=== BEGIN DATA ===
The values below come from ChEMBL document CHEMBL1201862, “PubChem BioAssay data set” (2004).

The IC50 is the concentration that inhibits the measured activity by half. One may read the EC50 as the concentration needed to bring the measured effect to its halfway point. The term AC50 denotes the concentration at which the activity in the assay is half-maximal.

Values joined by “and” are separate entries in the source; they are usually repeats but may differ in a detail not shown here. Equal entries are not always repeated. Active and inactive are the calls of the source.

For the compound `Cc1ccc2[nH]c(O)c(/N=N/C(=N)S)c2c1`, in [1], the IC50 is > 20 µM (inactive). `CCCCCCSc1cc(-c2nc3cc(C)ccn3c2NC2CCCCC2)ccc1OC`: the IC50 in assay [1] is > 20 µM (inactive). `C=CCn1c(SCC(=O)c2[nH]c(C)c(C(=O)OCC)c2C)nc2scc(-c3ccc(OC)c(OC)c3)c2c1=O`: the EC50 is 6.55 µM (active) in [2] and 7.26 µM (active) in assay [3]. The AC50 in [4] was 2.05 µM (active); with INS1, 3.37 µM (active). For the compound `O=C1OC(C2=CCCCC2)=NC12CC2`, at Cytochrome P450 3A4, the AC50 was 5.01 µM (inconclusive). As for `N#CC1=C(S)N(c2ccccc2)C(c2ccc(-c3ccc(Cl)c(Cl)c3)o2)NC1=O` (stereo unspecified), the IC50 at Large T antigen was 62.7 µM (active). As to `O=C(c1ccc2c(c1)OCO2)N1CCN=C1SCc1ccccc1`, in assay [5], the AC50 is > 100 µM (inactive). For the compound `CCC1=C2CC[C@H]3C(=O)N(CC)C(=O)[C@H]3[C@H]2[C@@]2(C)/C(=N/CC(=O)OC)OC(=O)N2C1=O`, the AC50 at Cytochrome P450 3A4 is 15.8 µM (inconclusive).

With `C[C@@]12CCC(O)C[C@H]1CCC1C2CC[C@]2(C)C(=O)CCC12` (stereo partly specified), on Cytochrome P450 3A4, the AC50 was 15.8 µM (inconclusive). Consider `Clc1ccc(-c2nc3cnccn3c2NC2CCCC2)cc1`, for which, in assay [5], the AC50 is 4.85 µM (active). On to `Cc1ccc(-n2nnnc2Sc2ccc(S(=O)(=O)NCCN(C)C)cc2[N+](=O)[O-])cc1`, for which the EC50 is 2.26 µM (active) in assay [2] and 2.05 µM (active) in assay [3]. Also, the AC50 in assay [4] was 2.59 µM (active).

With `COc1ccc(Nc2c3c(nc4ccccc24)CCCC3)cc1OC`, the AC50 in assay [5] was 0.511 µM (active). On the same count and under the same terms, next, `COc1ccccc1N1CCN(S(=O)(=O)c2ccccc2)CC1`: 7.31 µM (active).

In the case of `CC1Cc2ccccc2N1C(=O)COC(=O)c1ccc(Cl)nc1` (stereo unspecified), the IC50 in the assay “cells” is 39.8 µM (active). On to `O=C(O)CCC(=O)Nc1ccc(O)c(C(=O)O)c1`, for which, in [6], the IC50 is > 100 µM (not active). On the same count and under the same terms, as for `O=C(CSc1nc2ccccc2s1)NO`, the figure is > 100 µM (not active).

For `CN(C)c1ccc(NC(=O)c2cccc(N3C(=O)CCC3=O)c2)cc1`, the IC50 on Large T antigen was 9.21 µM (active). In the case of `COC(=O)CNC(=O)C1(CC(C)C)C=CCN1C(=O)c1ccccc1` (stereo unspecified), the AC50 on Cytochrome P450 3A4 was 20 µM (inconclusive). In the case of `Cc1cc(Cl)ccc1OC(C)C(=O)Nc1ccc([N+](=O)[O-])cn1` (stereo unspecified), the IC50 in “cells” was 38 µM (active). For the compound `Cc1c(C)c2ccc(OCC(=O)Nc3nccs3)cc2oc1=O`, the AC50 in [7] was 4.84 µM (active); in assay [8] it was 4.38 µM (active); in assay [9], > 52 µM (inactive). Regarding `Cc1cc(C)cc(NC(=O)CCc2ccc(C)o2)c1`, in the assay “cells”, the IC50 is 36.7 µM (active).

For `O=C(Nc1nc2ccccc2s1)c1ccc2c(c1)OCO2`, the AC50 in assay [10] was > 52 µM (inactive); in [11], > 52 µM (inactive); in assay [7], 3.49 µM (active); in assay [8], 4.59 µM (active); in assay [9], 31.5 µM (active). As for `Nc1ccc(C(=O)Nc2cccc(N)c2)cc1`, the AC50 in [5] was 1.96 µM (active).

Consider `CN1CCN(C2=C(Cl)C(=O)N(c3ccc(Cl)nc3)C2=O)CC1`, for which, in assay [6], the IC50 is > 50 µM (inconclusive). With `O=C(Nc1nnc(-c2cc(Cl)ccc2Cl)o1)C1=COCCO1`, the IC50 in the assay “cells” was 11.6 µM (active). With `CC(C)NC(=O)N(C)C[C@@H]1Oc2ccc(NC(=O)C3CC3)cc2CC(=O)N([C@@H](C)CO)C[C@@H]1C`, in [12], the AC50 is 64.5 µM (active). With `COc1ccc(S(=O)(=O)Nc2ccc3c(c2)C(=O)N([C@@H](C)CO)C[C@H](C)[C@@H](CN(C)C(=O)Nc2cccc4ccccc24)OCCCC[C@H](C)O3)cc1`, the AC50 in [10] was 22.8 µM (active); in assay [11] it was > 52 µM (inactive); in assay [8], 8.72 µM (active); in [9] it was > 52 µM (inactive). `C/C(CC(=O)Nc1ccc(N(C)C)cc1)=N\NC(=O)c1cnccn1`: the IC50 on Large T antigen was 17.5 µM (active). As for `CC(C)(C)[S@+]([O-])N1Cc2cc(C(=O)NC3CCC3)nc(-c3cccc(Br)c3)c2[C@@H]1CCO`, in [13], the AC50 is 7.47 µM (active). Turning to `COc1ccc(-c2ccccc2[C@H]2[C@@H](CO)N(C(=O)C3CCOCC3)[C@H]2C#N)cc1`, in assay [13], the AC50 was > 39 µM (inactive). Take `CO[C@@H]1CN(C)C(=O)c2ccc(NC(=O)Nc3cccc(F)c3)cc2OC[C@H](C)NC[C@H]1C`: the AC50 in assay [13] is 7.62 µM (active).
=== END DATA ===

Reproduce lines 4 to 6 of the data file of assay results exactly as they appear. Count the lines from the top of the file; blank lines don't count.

For the compound `Cc1ccc2[nH]c(O)c(/N=N/C(=N)S)c2c1`, in [1], the IC50 is > 20 µM (inactive). `CCCCCCSc1cc(-c2nc3cc(C)ccn3c2NC2CCCCC2)ccc1OC`: the IC50 in assay [1] is > 20 µM (inactive). `C=CCn1c(SCC(=O)c2[nH]c(C)c(C(=O)OCC)c2C)nc2scc(-c3ccc(OC)c(OC)c3)c2c1=O`: the EC50 is 6.55 µM (active) in [2] and 7.26 µM (active) in assay [3]. The AC50 in [4] was 2.05 µM (active); with INS1, 3.37 µM (active). For the compound `O=C1OC(C2=CCCCC2)=NC12CC2`, at Cytochrome P450 3A4, the AC50 was 5.01 µM (inconclusive). As for `N#CC1=C(S)N(c2ccccc2)C(c2ccc(-c3ccc(Cl)c(Cl)c3)o2)NC1=O` (stereo unspecified), the IC50 at Large T antigen was 62.7 µM (active). As to `O=C(c1ccc2c(c1)OCO2)N1CCN=C1SCc1ccccc1`, in assay [5], the AC50 is > 100 µM (inactive). For the compound `CCC1=C2CC[C@H]3C(=O)N(CC)C(=O)[C@H]3[C@H]2[C@@]2(C)/C(=N/CC(=O)OC)OC(=O)N2C1=O`, the AC50 at Cytochrome P450 3A4 is 15.8 µM (inconclusive).

With `C[C@@]12CCC(O)C[C@H]1CCC1C2CC[C@]2(C)C(=O)CCC12` (stereo partly specified), on Cytochrome P450 3A4, the AC50 was 15.8 µM (inconclusive). Consider `Clc1ccc(-c2nc3cnccn3c2NC2CCCC2)cc1`, for which, in assay [5], the AC50 is 4.85 µM (active). On to `Cc1ccc(-n2nnnc2Sc2ccc(S(=O)(=O)NCCN(C)C)cc2[N+](=O)[O-])cc1`, for which the EC50 is 2.26 µM (active) in assay [2] and 2.05 µM (active) in assay [3]. Also, the AC50 in assay [4] was 2.59 µM (active).

With `COc1ccc(Nc2c3c(nc4ccccc24)CCCC3)cc1OC`, the AC50 in assay [5] was 0.511 µM (active). On the same count and under the same terms, next, `COc1ccccc1N1CCN(S(=O)(=O)c2ccccc2)CC1`: 7.31 µM (active).